NWA commercial real estate vacancy hits an 11-year low
Northwest Arkansas commercial real estate hit a new low — the lowest vacancy rate (8.3%) since at least 2005.
- The number comes from the commercial Skyline Report out Tuesday. The residential report came out in March.
Why it matters: Commercial real estate occupancy is an important indicator of how an area's economy is performing. Vacancy rates in the single digits are good for developers but can make it harder for tenants to find desirable, affordable spaces.
- There's no specific "healthy" number, although experts tell us that a range between 8% and 15% is generally good.
Driving the news: Warehouse space was the leasing leader in 2021, down to a 5.3% vacancy rate at the end of the year from 6.6% six months earlier. More than 445,000 square feet of warehouse space were added during those six months, but almost 580,000 square feet were leased.
- Mervin Jebaraj, director of the Center for Business and Economic Research at the U of A, said in a news release that the warehouse sector was benefiting from e-commerce growth.
- See: Amazon's lease of a 100,000-square-foot distribution center in Lowell last year.
Yes, but: David Erstine, vice president of CBRE in Fayetteville, told Axios the warehouse vacancy rate will get even tighter, and there are other factors driving demand:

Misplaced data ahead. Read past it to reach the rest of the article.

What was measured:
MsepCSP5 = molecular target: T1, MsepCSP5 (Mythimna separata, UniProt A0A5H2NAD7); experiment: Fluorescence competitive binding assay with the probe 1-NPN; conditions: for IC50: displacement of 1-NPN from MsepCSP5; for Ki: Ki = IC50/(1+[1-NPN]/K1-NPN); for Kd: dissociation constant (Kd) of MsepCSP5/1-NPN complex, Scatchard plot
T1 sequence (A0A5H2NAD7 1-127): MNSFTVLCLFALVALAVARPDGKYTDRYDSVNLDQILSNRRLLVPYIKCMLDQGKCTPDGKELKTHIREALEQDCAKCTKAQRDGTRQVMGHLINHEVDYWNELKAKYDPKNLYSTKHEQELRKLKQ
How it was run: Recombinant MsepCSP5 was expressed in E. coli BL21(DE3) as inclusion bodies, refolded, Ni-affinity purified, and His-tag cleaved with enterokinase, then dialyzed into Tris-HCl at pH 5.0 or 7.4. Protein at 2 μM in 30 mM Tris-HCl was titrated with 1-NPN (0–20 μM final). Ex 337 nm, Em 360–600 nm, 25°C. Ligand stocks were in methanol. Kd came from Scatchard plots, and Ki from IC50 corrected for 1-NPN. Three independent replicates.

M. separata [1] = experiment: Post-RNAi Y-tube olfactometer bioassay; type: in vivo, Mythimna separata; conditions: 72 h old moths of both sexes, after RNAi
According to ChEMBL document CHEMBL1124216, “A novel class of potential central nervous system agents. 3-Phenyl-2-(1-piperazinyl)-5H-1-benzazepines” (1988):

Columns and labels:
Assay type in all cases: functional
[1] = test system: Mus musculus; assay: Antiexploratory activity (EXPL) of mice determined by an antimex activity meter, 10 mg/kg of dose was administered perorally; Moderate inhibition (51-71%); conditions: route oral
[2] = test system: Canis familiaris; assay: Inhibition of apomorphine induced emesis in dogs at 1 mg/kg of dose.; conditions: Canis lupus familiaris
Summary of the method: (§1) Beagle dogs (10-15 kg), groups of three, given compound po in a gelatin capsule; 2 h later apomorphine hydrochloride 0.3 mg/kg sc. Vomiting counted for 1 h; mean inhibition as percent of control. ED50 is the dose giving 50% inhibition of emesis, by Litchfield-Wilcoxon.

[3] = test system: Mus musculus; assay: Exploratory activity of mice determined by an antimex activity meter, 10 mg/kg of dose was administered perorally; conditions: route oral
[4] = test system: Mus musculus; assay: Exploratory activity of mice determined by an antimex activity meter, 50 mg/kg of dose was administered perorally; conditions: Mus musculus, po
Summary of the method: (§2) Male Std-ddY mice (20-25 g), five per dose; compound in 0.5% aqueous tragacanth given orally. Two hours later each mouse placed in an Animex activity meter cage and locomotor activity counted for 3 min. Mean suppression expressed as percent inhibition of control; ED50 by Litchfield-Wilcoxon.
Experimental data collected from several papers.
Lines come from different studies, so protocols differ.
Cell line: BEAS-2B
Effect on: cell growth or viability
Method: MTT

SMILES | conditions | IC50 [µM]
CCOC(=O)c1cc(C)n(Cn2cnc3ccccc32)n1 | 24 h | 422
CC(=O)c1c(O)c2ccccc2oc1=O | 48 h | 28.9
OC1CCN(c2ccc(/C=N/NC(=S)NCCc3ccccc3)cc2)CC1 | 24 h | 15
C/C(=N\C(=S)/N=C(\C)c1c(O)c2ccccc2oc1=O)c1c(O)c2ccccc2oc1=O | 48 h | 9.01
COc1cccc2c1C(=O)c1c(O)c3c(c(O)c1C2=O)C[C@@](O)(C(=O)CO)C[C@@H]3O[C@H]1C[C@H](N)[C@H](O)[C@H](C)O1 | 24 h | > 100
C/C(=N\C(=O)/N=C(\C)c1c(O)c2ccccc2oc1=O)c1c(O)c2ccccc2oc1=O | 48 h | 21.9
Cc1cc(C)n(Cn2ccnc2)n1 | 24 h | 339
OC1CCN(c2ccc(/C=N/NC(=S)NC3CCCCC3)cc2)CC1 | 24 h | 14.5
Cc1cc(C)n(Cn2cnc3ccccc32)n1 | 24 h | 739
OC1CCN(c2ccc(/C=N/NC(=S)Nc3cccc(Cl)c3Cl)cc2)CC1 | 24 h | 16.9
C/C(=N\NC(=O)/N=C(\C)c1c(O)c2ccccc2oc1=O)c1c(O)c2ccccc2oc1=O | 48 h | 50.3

- Companies that want proximity to Walmart continue to move here (electric vehicle maker Canoo leased 270,000 square feet in Bentonville recently).
- Subcontractors starting construction on Walmart's new home office in Bentonville need warehouse space to stage supplies, Erstine said.
- Likewise, contractors building residential properties that are in high demand are also using industrial space.
On a sadder note, Erstine said some of the businesses displaced by last week's tornado will put additional pressure on the warehouse market while cleanup and rebuilding take place.
Meanwhile: The office vacancy rate fell to 10% at the end of the year, down from 11.2% midway through 2021. Both Jebaraj and Erstine said demand in the office market was strong at the start of this year and likely will continue, assuming more people return to workplaces rather than working from home.
What they're saying: Erstine told us the office market isn't as dependent on Walmart vendors as it once was.
- As the market has matured in recent years, out-of-market professional services — like law offices, construction companies, civil engineering firms — have started opening offices in NWA to take advantage of our growth.
- And, Erstine said he's starting to see companies that were startups just a few years ago expand.
Of note: Commercial building permits, a rough estimate of the construction value of projects, were valued at nearly $380 million in the second half of 2021. $272 million of that was related to Walmart's home office project.
- The total value of commercial building permits issued in 2021 was $1.04 billion, nearly $725 million of which was tied to Walmart.
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